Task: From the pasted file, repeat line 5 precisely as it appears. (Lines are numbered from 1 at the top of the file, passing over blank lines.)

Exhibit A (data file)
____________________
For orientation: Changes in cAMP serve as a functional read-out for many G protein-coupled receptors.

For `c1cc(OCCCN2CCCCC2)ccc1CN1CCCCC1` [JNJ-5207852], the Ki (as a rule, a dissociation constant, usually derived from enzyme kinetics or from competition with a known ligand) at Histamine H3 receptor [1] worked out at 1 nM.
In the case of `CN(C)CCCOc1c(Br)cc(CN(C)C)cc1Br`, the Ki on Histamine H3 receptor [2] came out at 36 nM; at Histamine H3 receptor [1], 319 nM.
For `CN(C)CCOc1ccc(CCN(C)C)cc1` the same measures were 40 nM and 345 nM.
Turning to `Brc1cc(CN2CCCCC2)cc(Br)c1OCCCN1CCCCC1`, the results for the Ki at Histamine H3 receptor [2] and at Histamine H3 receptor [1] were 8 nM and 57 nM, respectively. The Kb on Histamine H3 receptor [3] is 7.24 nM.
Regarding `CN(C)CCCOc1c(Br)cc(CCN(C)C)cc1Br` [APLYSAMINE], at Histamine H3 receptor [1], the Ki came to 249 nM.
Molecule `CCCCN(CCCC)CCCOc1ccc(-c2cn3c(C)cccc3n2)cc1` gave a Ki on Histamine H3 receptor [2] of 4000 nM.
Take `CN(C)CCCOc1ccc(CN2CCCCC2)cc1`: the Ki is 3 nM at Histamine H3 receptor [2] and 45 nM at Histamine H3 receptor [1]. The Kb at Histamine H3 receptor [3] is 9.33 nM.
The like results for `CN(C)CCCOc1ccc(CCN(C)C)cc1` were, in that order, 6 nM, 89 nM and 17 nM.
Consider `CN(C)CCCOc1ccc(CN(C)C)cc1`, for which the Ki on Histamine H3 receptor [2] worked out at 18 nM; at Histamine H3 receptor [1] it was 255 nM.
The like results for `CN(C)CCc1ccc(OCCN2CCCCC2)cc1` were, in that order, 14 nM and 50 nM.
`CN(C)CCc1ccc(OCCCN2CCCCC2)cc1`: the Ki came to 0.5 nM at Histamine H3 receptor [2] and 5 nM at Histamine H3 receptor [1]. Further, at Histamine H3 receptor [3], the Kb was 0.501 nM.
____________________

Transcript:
Turning to `Brc1cc(CN2CCCCC2)cc(Br)c1OCCCN1CCCCC1`, the results for the Ki at Histamine H3 receptor [2] and at Histamine H3 receptor [1] were 8 nM and 57 nM, respectively. The Kb on Histamine H3 receptor [3] is 7.24 nM.